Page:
|12-02-2012 07:20 PM|
|Ox-y-GenIII||Wow, we all posted at the same time. I like reading all this knowledge. I don't think they make the XXRs or any wheels in a high enough offset to work with those spacers though, but nice wheels and color one user had a set re-drilled rather than running adapters. That's an option.|
|12-02-2012 07:12 PM|
|Ox-y-GenIII||Hmm. I thought anything lower than 40mm will stick past the fenders. Plus you're adding 1.25" to the wheels. I am pretty positive they will not fit. You'd want to go with a really Hi offset to negate the effect of the spacers. But I'm no expert. Just from my own research before I ordered rims.|
|12-02-2012 12:20 PM|
Wheels get a bit tricky because folks are often changing a couple things at once when swapping for different ones.
IF you aren't changing wheel diameter or width, the one thing left to "match" is the offset.
Since that is specified in mm., your 1.25" needs to be converted to mm. for an EXACT number you are trying to come close to. Without doing the math, or matching caliper measurements (my favorite double check for the math) 1.25" is about 29mm.
Given the spec. mentioned earlier of 55mm std. offset for your car, this would add up to about 84mm. offset for the wheel in order to leave room for that thick adapter.
Since that is outside the typical range of offsets avail., you can now see why adapters aren't used that often unless someone is going for "Poke" (moving the wheel outwards) which gets into a WHOLE new discussion on fitment, clearance, suspension geometry, bearing life etc..
Before making a decision, I'd suggest reading up on the pro's & con's of such an option.
We usually advocate finding wheels that fit your hubs to avoid this whole issue.
One other thing to keep in mind, a SMALL decrease in offset (additional stick out) is usually acceptable when the sizes don't match exactly. Too much offset is where you have to be very careful to avoid interference between the wheel & struts/calipers/etc..
Reading up on wheels/suspension/etc. can be fun, even for "motorheads", and it's a LOT cheaper than trying things that don't work out the way you'd like them to!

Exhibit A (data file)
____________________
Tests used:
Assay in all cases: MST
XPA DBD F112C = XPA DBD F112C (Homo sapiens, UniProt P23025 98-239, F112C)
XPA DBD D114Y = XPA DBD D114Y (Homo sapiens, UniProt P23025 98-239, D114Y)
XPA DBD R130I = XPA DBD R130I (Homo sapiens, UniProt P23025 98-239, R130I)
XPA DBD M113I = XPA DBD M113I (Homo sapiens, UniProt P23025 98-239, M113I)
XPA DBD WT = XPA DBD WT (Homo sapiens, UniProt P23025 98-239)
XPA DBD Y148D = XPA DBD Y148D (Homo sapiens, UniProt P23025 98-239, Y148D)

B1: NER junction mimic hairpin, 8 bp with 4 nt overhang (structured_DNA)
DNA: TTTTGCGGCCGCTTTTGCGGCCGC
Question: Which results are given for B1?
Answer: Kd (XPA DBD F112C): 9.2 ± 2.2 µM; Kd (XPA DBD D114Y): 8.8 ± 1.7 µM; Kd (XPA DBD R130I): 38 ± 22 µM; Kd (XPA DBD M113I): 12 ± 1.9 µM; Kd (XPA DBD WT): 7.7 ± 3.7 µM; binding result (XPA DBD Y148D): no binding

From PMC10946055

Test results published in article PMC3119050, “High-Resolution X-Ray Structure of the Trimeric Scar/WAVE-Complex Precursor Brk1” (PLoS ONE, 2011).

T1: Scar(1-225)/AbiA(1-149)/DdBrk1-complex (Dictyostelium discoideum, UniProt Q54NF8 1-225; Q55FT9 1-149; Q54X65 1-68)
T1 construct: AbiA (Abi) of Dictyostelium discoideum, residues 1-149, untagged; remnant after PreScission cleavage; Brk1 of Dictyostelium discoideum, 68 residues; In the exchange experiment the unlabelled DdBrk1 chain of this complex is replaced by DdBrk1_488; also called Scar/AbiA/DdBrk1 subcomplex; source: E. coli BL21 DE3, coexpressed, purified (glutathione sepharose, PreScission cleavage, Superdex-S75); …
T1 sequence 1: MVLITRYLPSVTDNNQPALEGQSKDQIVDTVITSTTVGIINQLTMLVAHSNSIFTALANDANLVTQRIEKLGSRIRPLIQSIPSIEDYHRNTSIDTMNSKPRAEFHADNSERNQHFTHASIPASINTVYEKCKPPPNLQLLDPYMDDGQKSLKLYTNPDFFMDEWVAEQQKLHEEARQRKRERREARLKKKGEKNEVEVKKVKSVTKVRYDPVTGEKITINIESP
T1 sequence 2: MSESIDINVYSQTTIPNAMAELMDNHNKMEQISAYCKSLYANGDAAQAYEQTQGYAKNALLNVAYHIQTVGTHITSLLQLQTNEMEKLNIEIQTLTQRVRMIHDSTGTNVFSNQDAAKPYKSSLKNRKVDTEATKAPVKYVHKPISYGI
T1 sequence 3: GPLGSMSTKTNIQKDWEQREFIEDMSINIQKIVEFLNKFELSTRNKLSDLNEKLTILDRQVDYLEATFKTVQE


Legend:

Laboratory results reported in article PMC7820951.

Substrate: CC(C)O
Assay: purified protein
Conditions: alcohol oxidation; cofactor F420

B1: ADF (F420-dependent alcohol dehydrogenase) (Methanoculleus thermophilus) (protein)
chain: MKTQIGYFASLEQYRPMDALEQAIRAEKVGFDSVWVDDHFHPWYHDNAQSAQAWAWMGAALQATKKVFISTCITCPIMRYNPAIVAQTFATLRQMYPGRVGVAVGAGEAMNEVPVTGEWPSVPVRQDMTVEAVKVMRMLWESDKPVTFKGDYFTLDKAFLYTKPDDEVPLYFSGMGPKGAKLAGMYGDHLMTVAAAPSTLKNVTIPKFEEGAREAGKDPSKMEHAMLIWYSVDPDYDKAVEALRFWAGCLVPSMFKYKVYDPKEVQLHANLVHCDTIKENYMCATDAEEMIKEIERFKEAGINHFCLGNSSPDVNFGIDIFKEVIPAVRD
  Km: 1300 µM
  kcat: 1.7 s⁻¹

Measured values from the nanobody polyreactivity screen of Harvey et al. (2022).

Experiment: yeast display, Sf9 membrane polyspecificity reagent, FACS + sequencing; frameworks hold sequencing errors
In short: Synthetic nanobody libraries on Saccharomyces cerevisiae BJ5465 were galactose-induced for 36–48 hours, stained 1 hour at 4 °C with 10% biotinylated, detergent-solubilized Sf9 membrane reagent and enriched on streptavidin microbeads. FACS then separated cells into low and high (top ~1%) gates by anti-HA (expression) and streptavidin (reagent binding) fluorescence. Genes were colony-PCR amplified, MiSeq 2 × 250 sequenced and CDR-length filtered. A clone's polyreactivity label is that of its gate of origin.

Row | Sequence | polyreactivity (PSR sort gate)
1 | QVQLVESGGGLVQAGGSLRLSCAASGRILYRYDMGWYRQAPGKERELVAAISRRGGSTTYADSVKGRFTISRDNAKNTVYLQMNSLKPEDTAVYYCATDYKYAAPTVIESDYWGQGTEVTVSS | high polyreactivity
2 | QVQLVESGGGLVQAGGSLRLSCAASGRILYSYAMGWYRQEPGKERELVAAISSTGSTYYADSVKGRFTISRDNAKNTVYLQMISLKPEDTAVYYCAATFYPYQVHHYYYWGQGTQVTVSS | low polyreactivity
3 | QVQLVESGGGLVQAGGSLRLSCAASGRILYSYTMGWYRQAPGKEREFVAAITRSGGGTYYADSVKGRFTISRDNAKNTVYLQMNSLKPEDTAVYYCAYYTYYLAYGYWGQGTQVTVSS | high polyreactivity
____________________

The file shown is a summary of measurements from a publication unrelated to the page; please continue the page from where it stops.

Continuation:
|12-02-2012 11:16 AM|
|12-02-2012 11:02 AM|
|FocusHatch13||So if my adapter/spacer is 1.25 what offset wheel do I need? I'm sorry guys I'm not a wheel guy I'm a Moorhead I never messed with wheels Ahah.|
|12-02-2012 11:00 AM|
48-25=23, 23 is less than 55 by 33mm, so with 48 mm offset wheels & a 25mm spacer your wheels would stick out 33mm more than the stock ones.
Not understanding your 1.25" adapter post, Zillon was guessing a typical 25mm thickness for adapters - do you know the actual thickness of the ones you want to use?
Hmmm - if they ARE 1.25" thick, that would be roughly 29mm (not near the ruler I like to use for a quick check of rough estimate), so about 36mm extra stick out....
|12-02-2012 10:16 AM|
|FocusHatch13||What if I sent them back and got 48mm offset|
|12-02-2012 09:39 AM|
Offset is the distance from the centerline of the wheel to the flat area (plane) of the mounting surface. Thus, +/- 0 offset is a wheel whose mounting surface is at the center of the wheel. So, the higher the number, the more the wheel sits in towards the center of the vehicle.
At 55mm, the factory Ti wheels are considered to have a fairly high offset. Your wheels, at 35mm, definitely won't fit. With the spacers, the offset will drop to 10mm, since it brings the mounting surface closer to the center of the wheel. You're looking at a setup that absolutely won't fit on the Focus.
Here's a good calculator that will explain things in a more concise fashion: http://marksink.com/tire_wheel_offset/offset.html
|12-02-2012 09:01 AM|
|FocusHatch13||The original offset of the st is like 50 55mm anyway right so I should be good|
|12-02-2012 08:51 AM|
|FocusHatch13||The adapters are 1.25" spacing|
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